The fourth was a white woman. Eccentric and nicotine addicted, she spoke of an ‘almost’ charmed life. Raised on the slopes of Table Mountain every luxury was afforded her, except freedom. The family image was much more important than her personal happiness. And so, like the others she was caught in the undertow of silently abused victims. Eventually it cost them their lives, all four.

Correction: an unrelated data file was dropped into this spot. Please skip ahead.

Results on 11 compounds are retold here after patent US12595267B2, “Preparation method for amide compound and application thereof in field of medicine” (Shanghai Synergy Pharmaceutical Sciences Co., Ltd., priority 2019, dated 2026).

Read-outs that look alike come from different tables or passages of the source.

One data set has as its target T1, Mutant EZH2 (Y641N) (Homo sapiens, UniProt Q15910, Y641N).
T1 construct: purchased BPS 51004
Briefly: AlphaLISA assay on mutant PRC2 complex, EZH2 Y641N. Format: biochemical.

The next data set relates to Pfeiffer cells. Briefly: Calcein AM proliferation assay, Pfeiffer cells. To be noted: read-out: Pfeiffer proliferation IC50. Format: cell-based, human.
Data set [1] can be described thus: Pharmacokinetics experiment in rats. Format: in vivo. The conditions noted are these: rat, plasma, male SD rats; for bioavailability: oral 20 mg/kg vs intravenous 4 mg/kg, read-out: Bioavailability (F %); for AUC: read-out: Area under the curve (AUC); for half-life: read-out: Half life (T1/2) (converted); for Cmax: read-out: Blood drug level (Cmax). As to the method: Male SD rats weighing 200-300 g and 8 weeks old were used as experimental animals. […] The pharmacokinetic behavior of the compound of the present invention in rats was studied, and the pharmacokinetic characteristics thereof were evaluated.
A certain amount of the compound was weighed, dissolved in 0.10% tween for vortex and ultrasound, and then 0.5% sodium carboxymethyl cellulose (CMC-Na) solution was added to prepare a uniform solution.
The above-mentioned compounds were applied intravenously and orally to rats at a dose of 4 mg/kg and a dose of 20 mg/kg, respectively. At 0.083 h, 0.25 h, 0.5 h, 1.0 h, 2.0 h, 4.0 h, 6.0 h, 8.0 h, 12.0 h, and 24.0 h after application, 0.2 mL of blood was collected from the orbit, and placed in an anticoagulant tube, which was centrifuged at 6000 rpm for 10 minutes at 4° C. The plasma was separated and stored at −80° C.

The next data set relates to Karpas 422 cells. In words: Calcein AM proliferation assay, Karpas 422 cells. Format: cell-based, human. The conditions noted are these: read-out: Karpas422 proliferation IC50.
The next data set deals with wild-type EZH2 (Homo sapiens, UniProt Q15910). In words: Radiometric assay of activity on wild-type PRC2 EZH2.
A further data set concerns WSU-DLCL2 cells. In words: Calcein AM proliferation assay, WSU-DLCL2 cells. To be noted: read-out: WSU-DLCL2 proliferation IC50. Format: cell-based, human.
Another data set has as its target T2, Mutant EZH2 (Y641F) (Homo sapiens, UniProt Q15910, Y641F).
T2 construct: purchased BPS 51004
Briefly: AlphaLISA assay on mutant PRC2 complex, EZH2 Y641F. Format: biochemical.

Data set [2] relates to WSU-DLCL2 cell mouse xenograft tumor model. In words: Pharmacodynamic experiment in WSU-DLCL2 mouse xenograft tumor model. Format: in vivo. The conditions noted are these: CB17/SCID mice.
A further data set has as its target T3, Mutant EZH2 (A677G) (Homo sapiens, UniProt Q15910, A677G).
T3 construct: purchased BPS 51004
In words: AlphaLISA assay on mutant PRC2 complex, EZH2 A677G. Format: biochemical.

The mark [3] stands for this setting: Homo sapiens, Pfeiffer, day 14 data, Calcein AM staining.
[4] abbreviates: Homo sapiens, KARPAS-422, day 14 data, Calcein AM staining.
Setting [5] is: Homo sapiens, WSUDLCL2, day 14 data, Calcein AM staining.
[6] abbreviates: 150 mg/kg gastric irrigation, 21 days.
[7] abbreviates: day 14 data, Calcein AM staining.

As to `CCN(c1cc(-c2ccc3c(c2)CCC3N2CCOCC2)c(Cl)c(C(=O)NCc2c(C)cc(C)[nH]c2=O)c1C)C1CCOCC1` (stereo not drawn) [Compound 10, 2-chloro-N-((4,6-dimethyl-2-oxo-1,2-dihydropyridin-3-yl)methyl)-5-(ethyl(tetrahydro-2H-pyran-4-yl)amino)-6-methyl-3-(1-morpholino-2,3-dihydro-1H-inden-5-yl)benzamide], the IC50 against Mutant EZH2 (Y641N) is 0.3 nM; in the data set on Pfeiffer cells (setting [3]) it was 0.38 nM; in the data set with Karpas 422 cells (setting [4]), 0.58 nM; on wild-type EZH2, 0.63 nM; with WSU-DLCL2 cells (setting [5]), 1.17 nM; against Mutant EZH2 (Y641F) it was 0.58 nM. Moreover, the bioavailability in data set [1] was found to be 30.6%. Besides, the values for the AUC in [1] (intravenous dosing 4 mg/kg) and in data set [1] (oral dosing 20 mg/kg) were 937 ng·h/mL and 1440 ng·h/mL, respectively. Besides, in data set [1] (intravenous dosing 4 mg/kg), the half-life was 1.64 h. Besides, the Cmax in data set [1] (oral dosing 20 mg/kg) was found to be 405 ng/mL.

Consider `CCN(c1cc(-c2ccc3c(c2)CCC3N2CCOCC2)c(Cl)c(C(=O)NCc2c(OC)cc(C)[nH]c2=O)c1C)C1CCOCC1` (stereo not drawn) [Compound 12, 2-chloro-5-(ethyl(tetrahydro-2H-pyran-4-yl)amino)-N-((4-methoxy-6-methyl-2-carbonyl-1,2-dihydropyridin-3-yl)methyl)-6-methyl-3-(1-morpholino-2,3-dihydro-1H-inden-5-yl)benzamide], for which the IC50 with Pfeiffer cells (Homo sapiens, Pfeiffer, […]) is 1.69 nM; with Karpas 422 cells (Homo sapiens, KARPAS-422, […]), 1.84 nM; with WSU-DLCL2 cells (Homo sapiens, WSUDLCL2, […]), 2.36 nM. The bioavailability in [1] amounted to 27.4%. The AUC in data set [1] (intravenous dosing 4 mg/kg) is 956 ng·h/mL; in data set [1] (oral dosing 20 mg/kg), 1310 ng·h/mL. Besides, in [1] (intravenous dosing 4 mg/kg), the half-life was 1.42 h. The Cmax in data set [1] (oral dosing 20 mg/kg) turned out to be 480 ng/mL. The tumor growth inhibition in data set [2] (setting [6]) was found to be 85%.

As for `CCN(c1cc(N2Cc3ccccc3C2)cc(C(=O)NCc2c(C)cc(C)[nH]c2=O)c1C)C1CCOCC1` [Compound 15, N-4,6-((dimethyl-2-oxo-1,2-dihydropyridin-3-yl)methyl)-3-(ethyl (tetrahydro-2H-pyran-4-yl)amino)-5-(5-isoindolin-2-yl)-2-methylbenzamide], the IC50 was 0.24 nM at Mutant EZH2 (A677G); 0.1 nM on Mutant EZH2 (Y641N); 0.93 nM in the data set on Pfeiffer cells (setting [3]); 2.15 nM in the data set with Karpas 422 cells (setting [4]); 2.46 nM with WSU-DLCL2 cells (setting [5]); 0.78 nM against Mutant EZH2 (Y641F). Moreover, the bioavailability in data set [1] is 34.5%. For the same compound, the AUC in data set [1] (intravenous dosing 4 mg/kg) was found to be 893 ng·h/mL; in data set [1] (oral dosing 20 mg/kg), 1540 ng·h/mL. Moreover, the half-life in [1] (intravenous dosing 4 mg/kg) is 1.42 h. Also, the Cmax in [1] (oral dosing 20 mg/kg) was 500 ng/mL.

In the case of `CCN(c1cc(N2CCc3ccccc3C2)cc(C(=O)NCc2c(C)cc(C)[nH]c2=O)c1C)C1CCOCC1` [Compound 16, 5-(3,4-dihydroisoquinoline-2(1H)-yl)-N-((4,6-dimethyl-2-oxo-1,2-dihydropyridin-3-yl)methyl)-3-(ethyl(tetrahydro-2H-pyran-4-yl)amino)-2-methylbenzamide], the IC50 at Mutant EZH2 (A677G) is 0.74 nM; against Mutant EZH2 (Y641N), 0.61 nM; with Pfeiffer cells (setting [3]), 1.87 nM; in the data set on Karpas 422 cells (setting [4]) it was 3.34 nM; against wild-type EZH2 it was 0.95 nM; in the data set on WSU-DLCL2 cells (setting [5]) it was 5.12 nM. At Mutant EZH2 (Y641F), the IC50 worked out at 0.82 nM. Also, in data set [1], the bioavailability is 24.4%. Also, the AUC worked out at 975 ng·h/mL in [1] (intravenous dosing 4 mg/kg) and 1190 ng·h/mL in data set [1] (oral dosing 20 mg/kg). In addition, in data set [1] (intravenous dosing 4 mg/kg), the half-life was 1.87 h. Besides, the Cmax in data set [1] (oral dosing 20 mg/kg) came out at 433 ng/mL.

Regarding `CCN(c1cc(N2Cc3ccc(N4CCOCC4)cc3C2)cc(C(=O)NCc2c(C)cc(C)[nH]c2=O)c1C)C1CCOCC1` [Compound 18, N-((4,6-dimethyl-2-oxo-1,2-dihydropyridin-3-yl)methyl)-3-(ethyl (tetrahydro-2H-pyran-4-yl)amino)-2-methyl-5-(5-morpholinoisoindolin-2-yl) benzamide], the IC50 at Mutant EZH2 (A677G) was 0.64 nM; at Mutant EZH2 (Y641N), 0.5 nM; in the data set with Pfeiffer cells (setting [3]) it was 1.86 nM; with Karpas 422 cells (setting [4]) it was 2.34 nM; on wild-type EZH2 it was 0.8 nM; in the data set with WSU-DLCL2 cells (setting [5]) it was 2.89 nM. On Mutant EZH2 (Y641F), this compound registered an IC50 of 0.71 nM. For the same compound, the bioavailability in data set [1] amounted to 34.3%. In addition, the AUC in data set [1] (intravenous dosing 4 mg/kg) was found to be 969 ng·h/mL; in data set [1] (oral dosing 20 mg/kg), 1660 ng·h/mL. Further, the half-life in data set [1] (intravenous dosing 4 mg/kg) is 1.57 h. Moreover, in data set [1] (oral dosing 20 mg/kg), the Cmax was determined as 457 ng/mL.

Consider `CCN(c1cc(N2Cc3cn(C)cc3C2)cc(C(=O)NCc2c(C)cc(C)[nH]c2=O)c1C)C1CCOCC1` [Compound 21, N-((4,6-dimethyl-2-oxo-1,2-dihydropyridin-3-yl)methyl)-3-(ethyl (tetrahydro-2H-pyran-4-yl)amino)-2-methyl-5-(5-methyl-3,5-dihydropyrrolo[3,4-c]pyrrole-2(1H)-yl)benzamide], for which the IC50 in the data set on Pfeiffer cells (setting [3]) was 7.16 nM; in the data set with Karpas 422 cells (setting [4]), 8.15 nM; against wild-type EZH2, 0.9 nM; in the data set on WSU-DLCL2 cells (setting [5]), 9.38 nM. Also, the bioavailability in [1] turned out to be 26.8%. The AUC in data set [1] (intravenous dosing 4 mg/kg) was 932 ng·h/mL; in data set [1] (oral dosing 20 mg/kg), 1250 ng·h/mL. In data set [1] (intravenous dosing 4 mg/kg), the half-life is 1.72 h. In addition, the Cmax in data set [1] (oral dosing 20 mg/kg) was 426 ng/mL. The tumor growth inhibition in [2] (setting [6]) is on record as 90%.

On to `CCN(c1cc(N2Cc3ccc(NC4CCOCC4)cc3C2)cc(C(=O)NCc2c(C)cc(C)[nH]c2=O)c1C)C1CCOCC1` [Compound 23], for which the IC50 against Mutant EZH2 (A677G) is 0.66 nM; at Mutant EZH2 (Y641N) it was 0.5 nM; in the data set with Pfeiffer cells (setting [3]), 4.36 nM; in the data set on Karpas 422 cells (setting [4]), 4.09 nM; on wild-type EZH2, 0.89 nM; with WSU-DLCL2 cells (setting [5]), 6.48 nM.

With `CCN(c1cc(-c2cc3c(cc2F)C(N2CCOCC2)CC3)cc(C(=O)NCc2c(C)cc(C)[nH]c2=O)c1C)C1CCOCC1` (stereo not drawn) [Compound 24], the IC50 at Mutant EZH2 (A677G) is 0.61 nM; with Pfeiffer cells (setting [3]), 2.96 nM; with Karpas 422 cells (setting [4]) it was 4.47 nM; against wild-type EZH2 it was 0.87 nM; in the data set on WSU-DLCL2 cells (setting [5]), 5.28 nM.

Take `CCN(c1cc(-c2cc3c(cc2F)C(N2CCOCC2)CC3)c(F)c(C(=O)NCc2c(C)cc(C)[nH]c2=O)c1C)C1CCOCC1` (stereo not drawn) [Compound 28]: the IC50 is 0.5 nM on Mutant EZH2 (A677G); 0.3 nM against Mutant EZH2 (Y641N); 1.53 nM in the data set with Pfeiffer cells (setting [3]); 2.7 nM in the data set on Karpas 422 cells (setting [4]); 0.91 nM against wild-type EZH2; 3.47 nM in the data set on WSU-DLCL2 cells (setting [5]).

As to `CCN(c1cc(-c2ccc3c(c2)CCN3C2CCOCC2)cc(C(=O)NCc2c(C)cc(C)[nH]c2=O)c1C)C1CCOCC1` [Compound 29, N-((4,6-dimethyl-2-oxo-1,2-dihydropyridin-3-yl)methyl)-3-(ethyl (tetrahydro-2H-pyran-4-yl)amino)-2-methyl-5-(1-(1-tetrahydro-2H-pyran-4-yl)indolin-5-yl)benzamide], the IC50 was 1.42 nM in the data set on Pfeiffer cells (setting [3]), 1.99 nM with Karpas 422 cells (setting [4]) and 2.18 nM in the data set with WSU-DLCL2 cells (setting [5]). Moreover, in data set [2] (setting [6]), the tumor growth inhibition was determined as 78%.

I looked around at the women sitting next to me. Bon looked at me and giggled as the younger Xhosa woman said some profanities in Afrikaans. Kristi smiled nervously, and Angela laughed heartily. Loretta handed me her 9 mo. old and switched her attention back to the scene on stage. I have become a comfortable part of this community, accepted as a sister, auntie and friend. I looked at Veronica. Last week she came up to me smiling with a letter and picture in her hand. “Cate! Look, see this is him.” An 11mo. old baby boy chortled for the camera, and the letter (in 5 pages) explained he was doing well, and they had named him “Denver.” She was proud of him, despite her reasons for giving him up. Only 24, and already a mother of two, she just couldn’t look at the face of this little boy every day without thinking of the rape that created him. She’d told me weeks earlier as we sat watching the children play in the back yard. The bricks of Place of Hope pushing uncomfortably into our backs. I’d held her hand, knowing that often there’s no response necessary. So this was the German couple she’d handed her bundle over to. He looked happy, and she was proud.